Category Archives: treatment of others

Letter 57: O Come O Come Emmanuel

Today is the first Sunday in Advent, which marks the beginning of the Church’s celebration of Christmas. Of course, outside of church, the Christmas season started over a month ago, before Halloween. So this seems to me to be a good time to ponder how one might celebrate the coming of the Christ Child.
If you feel a certain disconnect between the usual festivities and a sense of religious observance or devotion, you’re not alone. This is a very old problem. Every year since 1965, Charlie Brown has bemoaned the empty feeling the flurry of festivities brings on. In 1953, singer Red Foley was urging listeners to “Keep Christ in Christmas.” My Puritan ancestors believed that the Christmas festivities were nothing more than popish superstitions, and dispensed with the holiday completely.
The problem stems, I think from Christmas’s origins. I do not mean the actual Incarnation and Jesus’s birth in Bethlehem. Today, it’s not very clear what the earliest Christians thought about commemorating this event. Christmas as we know it today starts with the Emperor Constantine. Attributing his successful pretensions to the throne of Rome to God’s favor, Constantine became a Christian, and decided that everyone else should to, by naming Christianity as the official religion of the Roman Empire.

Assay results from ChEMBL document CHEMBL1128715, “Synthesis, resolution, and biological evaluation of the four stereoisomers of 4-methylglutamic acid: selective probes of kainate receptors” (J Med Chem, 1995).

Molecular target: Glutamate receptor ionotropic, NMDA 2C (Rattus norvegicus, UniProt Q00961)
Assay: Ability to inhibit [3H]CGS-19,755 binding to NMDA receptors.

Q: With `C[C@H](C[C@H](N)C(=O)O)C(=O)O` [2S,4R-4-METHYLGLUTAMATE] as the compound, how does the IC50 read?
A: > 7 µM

This obviously caused some significant dislocation for many people, who may not have given much thought to paganism, but dutifully went through with the established patterns of religious observance. If nothing else some of the old celebrations were fun, often involving feasting and drink and sex.
One of the largest celebrations was the Saturnalia, six days of eating, drinking and partying, in celebration of freedom. It was timed around the winter solstice, which would be the darkest time of the year in the Northern Hemisphere, and thanks to the comparatively colder temperatures, a time when fresh food too longer to spoil. Since there was little agricultural work to be done this time of year, it was a good time for a real celebration. By government order all schools and businesses were shut during the six days of the festival.
This was heady stuff, much loved by people of all stations. And now they would be asked to give this up.